Feijoada is not about a specific recipe or technique, but the convivial atmosphere the meal fosters, the hours spent in the kitchen with family and friends cooking, toasting with loved ones over a traditional and historical meal. The rest? Well, that comes with experience…

Anyone want to come over for Feijoada? I need an excuse for a party.

Posted in Essays, Random | Tagged , , | 2 Comments

Kitchen Adventures – Frisée Salad with Poached Eggs and Bacon

There are three things you should know about me…

1) I believe that the addition of an egg (fried, poached or otherwise) makes anything better.

2) I ALWAYS have bacon in the freezer – ready to go at a moment’s notice.

3) I really like to have breakfast type dishes for dinner. It feels wrong in all the right ways.

Armed with that knowledge, you will not be surprised to learn that this Frisée Salad with Poached Eggs and Bacon is one of my FAVORITE entrée salads, perfect for a quick weeknight dinner or a lazy stay-home brunch.

Frisée Salad with Poached Eggs and Bacon

** NOTE – Amounts of ingredients can be adjusted to appetite, number of servings and preference

  • 2-4 Oz Bacon
  • 2 Cups Frisée (aka Curly Endive)
  • 1/2 Cup Cherry Tomatoes
  • 1-2 Salad Dressing
  • 1-2 Eggs

Cut bacon (can be frozen) into small pieces and cook in pan over low heat until golden. Drain and set aside on paper towels to crisp.

While the bacon is cooking, wash and dry the greens (I like to use a salad spinner for this). Tear into bite-size pieces and put into bowl large enough to toss the salad in.

Wash, dry and slice cherry tomatoes in half, or in quarters depending on the size of your tomatoes. Add cut tomatoes to bowl with greens.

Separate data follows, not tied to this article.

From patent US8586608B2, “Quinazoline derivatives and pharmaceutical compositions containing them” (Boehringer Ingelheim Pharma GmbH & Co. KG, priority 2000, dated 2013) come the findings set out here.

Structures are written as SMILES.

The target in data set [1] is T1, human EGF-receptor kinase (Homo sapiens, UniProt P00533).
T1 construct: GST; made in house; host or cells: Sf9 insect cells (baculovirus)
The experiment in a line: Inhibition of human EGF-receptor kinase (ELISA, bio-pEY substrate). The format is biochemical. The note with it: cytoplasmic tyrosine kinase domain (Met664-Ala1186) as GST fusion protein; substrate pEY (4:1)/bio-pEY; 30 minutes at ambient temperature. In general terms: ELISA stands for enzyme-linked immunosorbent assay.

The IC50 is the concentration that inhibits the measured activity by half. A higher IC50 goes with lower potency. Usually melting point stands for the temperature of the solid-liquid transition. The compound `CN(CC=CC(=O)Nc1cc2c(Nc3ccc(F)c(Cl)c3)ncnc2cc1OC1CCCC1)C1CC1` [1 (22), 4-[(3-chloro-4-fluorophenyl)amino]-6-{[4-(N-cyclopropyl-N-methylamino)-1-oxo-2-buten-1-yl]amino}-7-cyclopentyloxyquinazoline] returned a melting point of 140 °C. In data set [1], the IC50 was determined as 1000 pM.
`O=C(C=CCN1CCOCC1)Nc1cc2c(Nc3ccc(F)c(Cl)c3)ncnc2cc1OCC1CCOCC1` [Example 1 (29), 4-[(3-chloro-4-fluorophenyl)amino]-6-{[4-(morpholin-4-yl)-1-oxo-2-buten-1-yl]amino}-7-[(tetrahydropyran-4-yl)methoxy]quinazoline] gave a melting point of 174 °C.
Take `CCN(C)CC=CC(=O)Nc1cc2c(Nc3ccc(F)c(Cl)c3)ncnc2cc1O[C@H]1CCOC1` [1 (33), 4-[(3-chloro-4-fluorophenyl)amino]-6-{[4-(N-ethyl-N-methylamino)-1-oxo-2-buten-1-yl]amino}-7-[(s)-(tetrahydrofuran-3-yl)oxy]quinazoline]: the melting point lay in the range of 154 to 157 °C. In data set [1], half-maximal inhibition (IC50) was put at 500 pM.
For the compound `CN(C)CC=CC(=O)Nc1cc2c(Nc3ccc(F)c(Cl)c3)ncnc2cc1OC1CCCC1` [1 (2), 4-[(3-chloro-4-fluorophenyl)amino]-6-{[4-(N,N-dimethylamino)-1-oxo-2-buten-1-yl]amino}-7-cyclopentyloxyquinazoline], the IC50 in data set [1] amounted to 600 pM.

Lightly dress salad and toss well. Note – You can use store-bought dressing here, but I like to make my own using a 3:1 (fat to acid) ratio. (see addendum #1 below).

Add the dressed salad to final serving plate(s).

Soft poach eggs (see addendum #2 below), and carefully place on top of salad.

Sprinkle with crisped bacon and freshly ground black pepper – serve immediately.

I LOVE the way the salty bacon and warm runny yolks combine with the cool/bitter/crisp greens, sweet tomatoes and zippy dressing… ENJOY!

Addendum 1:

3:1 Salad Dressing (makes several servings)

  • 1 Tbsp Apple Cider Vinegar
  • 3 Tbsp Extra Virgin Olive Oil (you can substitute some of the bacon fat here if you are so inclined)
  • 1 Tsp Dijon Mustard
  • 1 Small Clove Garlic – grated on microplane or mashed into paste *optional
  • Salt and Pepper to taste (freshly ground)

Combine all ingredients in bowl, whisk well until emulsified. (You can also add the ingredients into a small jar – tupperware if you like – and shake until combined_.

You can double or triple the recipe and store in the fridge for convenience.

Addendum 2:

Soft Poached Eggs (thank you Alton Brown!)